When the season started I had mentioned that a more even flow to a season, with ten game segments featuring 10 to 12 points apiece was the way back to the playoffs for the Calgary Flames. Not the burst out of the gates followed by a swoon of last season.

All was well in the first ten game segment with exactly ten points (3-3-2-2) captured. However the second segment featuring a cryptic seven game slide (2-6-1-1). A streak that was finally halted with game one of the third segment with a 3-1 victory of the Hawks.

When the dust settled the Flames found themselves in a three-way tie for 12th place in the Conference looking up at teams they simply must pass in Edmonton, Anaheim, Columbus and Chicago.

The even keel approach to the season is now out the window as the Flames will have to make up for a brutal second segment.

Anyway a look at the particulars ...

Defence: B

Defence was likely the most intriguing area of the club to keep one’s eye on when the season began. With the perennial number one man, Derek Morris, surgically removed from the lineup each and every remaining defenceman was asked to take a step up. They did. Toni Lydman and Robyn Regehr each made quantam leaps towards their potential making the loss of Morris nominal. The addition of rookie Jordan Leopold should prove to be a shot in the arm for the powerplay, that is if the kid can bury half of the chances he is getting to date.

Goaltending: B+

If told before the season began that Roman Turek would go down to injury missing exactly half of the club’s first quarter – I think I’d cringe and insist on not watching the horror play out. The Calgary Flames simply can’t afford injuries to their key players, and Roman Turek is likely the key of keys. To everyone’s surprise, however, the newly acquired backup Jamie McLennan stepped in and did an unbelievable job – but didn’t get the wins he deserved because of the club’s feeble offence. The experience, with Turek now back in the fold, was a positive one, setting the Flames up with their best one/two combination in decades.

Forwards: C-

Great early … simply terrible since. A payroll in the bottom third of the league isn’t expected to blow teams out on a nightly basis, but the Calgary Flames slid a fair bit further into offensive oblivion than their lineup should suggest. The addition of Martin Gelinas, Chris Drury, Stephane Yelle and rookie Chuck Kobasew should have given the club the necessary components to build a second line and support 2002 all stars Craig Conroy and Jarome Iginla. The problem? The first went into a funk giving the club literally no offence at all. Jarome Iginla is a good person, but his big contract suggests a certain level of a production, and he isn’t coming through. He needs to find a way to deal with the pressure and get back on track or he alone will sink this club this season. Murphy’s Law has to be on the Flames’ side on this one.


Stop me if you've heard this one before ... the Calgary Flames are not as bad as their record dictates. The team has depth at all positions for the first time in memory, but the depth just isn't coming through on the offensive side of the puck. It's a long season, and quite often these things have a way of evening themselves out. But the hole has already been dug. At three games under .500 the Flames will have to play 13 games over .500 for the remainder of the season to lock down a playoff spot - that's a record similar to 32-19-10, no easy feat.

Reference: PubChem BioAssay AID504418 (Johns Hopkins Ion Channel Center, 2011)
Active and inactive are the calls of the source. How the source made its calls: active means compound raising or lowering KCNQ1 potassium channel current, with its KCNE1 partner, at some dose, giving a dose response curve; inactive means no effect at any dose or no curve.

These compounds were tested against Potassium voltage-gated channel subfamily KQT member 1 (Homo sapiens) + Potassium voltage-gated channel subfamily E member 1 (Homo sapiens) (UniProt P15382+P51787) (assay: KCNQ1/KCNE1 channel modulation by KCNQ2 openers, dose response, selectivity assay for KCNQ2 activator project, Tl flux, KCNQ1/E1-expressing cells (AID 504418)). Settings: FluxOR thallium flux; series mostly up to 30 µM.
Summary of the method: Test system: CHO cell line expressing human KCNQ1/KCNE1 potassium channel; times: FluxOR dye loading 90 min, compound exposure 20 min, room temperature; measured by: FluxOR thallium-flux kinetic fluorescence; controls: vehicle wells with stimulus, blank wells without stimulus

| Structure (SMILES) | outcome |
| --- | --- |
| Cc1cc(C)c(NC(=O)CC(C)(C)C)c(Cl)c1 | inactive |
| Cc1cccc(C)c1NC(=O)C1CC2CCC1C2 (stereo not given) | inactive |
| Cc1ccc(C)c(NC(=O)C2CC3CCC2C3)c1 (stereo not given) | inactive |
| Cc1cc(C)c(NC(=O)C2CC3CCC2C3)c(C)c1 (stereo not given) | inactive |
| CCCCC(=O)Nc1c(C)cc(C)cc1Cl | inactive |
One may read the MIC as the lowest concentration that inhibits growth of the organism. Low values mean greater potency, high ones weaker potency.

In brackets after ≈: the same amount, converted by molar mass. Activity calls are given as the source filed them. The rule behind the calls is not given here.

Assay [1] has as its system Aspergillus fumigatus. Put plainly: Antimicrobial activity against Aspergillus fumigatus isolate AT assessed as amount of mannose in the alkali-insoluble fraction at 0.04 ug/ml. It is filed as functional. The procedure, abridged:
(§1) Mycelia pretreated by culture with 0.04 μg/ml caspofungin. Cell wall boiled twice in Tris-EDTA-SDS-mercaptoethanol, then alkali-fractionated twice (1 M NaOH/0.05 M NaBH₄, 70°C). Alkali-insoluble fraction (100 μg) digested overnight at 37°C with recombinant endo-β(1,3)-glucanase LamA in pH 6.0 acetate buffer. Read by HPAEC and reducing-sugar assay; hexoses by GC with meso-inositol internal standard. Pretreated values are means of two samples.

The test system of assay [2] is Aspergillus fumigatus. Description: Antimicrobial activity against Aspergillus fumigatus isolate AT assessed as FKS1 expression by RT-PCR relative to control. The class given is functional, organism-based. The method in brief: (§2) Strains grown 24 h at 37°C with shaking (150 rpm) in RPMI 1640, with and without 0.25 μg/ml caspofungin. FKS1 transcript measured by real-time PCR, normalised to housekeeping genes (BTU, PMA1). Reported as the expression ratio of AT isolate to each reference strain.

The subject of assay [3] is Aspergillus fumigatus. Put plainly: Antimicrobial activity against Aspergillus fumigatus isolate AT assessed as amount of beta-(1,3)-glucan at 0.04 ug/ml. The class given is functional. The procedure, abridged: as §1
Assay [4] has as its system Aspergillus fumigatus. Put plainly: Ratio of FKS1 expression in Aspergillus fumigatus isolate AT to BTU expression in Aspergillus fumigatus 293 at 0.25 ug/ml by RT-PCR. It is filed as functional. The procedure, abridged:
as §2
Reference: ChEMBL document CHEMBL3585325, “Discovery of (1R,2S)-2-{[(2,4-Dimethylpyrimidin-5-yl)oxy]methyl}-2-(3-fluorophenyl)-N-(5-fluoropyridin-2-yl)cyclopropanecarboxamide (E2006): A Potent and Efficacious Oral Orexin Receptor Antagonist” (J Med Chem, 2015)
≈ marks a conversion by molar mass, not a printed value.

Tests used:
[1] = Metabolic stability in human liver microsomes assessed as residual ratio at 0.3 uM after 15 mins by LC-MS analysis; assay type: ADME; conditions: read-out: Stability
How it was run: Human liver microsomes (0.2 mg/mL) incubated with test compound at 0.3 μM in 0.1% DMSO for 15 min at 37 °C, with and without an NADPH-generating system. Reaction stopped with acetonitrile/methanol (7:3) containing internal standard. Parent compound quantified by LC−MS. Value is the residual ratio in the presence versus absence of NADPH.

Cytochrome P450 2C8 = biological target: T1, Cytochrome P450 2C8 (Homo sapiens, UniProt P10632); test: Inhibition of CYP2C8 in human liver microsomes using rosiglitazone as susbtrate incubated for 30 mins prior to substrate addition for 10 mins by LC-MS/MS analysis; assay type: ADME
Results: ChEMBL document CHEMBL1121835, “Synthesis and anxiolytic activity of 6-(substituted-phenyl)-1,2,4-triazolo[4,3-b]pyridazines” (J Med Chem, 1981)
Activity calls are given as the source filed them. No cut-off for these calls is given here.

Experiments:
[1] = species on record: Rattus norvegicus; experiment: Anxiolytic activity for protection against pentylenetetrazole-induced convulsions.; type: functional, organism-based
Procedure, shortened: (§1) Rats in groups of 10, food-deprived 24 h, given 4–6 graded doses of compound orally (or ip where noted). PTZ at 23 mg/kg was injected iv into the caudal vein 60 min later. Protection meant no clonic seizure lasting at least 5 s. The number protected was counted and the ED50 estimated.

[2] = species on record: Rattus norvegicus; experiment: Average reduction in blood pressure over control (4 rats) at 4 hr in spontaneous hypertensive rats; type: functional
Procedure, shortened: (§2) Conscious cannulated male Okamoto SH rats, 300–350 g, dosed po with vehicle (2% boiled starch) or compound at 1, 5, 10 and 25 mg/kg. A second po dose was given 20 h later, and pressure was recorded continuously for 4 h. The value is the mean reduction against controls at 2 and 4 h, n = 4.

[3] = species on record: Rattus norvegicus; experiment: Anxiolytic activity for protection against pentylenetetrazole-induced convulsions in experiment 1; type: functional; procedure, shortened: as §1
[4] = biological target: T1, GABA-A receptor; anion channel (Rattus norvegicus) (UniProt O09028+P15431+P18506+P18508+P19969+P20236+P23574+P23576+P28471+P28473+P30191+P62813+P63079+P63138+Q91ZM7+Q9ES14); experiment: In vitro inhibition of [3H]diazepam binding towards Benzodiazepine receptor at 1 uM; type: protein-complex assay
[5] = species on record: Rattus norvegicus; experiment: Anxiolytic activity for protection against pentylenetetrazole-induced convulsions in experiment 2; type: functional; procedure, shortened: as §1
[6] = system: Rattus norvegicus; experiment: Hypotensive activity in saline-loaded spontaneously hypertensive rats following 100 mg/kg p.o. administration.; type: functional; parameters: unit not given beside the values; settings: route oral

by Aaron McCracken

Tale of Two Seasons

It’s amazing what a difference three weeks can make. On November 6th, the Calgary Flames sat comfortably in a playoff spot with a 5-3-3-3 record. Less than three weeks later, the team is coming off one of its worst slumps in franchise history, and is only trailed in the NHL standings by Atlanta, Buffalo, and Nashville.

It remains to whether the Flames can regain their scoring touch which saw them score at least three goals in 12 of 13 consecutive contests earlier this season. If they can, it shouldn’t take the team long to get back into the playoff race in the tight Western conference. It may be hard to believe, but the Flames are only four points out of a playoff spot at the quarter pole of the season.

Here’s how I rank the team through the first quarter.

Goaltending (B)

It’s hard to fault either Roman Turek or Jamie McLennan for any of the Flames’ woes this season. Turek has performed as expected -- steady, but unspectacular -- while McLennan has been outstanding as a fill-in. However, neither goaltender has been able to steal points for the team this year. This will have to change if Calgary hopes to get back on the winning track.

Defense (B-)

Everything has fallen in place for the blueline so far this season. Toni Lydman has replaced Derek Morris as the #1 guy, Jordon Leopold has stepped in and played over 20 minutes a night, while Robyn Regehr is arguably the most improved player on the team. However, the defensemen have shown their lack of experience at times and have not been able to create offensive chances. Depth as always, has been an issue, and the Flames have been forced to play two rookies on the blueline on nine different occasions this year. I won’t be surprised if Craig Button adds a veteran to this group via a trade or a signing.

Forwards (D)

Individually, there are some solid performers. But as a group, two goals in a span of seven games is completely unacceptable. Jarome Iginla has been very ordinary, Craig Conroy has looked out of place on the top line, and Chris Drury has all but disappeared in the month of November. The grinders, especially Chris Clark, Mattias Johansson, and Blake Sloan, have provided some hope… but the numbers don’t lie. Only Nashville has scored fewer goals than the Flames, and this has got to change if Calgary hopes to turn their season around.

Coaching (D)

While the players need to be held accountable for their performance so far, it’s hard to overlook the 30th ranked power play and the (seemingly) daily line combination changes. Greg Gilbert needs to take control of this team and have them in a playoff position by Christmas if he wants to keep his job.

General Manager (B)